Judge Orders Parkland School Shooting Suspect to Attend Pretrial Hearings

A judge ordered the suspect in last year's Florida high school massacre to attend his pretrial hearings after his attorneys refused to let the judge question him Friday.

Circuit Judge Elizabeth Scherer ordered Nikolas Cruz remain in the courtroom for a hearing on whether prosecutors can learn which mental health doctors visit him in jail. During the hearing, attorneys Melisa McNeill and Tamara Curtis rejected her request to question him.

Cruz has signed an affidavit waiving his right to attend pretrial proceedings.

Scherer she wasn't planning to ask Cruz, 20, any questions about the Feb. 14, 2018, attack at Marjory Stoneman Douglas High School that left 17 dead. She said she just wanted to confirm Cruz had made the decision to skip the hearings willingly and understood that by doing so he would miss legal arguments and presentations he might want to witness. His trial is tentatively scheduled for early next year.

She rejected Curtis' argument that Cruz's affidavit is sufficient.

His attorneys did not say why they don't want him questioned. They say Cruz has agreed to skip the hearings because his presence draws television coverage that emotionally damages survivors and the Parkland community.

They say he would plead guilty in return for a life sentence, which would spare the community from living through a trial and allow the school to demolish the three-story building where the shooting happened. But prosecutors are seeking the death penalty and say the building needs to remain because jurors might tour it.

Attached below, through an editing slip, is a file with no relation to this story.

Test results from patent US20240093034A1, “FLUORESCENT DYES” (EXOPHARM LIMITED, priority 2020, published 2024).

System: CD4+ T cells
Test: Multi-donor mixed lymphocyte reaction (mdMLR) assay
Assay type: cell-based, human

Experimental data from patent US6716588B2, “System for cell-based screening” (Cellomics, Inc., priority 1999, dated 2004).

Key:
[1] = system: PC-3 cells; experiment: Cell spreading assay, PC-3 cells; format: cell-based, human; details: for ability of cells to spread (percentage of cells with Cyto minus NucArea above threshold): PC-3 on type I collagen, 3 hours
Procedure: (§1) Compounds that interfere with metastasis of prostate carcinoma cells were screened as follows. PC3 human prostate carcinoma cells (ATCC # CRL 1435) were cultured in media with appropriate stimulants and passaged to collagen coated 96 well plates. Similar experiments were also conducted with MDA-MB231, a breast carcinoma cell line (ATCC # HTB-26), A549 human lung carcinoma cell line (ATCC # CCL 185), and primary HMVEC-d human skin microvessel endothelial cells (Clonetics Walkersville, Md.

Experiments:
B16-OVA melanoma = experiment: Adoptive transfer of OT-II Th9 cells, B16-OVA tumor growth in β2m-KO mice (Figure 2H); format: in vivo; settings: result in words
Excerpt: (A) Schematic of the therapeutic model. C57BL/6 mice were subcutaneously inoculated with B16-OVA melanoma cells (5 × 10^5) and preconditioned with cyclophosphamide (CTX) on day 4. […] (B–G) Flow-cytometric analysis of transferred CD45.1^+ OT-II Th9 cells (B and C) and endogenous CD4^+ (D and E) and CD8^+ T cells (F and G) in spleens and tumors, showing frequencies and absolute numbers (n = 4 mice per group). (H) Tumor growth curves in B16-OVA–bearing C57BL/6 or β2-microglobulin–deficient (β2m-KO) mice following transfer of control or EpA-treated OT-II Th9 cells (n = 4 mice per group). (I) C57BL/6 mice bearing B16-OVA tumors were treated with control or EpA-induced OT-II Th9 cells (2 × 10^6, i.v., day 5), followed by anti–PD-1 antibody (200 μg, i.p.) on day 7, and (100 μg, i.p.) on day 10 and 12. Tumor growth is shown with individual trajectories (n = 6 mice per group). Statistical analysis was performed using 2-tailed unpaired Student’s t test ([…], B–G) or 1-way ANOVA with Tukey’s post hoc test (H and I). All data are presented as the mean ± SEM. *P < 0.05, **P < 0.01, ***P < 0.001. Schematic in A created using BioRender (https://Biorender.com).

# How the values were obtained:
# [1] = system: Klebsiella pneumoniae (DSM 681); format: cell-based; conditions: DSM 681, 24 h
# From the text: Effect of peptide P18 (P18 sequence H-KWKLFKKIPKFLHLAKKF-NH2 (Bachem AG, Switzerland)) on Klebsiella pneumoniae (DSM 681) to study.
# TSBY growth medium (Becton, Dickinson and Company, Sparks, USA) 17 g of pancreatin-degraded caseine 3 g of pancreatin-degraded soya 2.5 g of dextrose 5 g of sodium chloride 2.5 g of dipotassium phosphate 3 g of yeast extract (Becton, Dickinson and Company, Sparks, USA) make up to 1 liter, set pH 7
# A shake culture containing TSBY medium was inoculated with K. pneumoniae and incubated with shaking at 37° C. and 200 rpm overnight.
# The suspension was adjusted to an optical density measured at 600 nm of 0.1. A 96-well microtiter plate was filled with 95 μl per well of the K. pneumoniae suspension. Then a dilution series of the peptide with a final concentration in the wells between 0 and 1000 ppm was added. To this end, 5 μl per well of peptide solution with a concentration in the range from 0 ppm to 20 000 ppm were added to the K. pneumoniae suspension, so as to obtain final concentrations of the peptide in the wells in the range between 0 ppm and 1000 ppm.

Scherer said she's willing to waive Cruz's attendance at future pretrial hearings if she's allowed to question him.

The judge also heard Cruz attorney Joseph Burke's argument that the Broward County Jail log tracking Cruz's visitors is not a public record and should be sealed from prosecutors and the public. He said that by learning which mental health experts the defense has examining Cruz, prosecutors would learn the defense's trial strategy.

He said prosecutors are not entitled to learn which experts the defense plans to use until 20 days before the trial starts and should never learn which experts they rejected.

"The purpose of the Public Records Act is not to allow the public to oversee our confidential communications, our trial preparation strategy and our mental impressions. It is to allow the public to oversee the actions of government and revealing the ... names of these people as recorded by the jail would do nothing to reveal the actions of government," he said.

Prosecutor Steven Klinger and attorney Dana McElroy, who is representing The Associated Press and other media companies, argued jail logs are public records under Florida law and there is no exemption for doctor visits.

Scherer said she would rule by Monday.

Copyright AP - Associated Press
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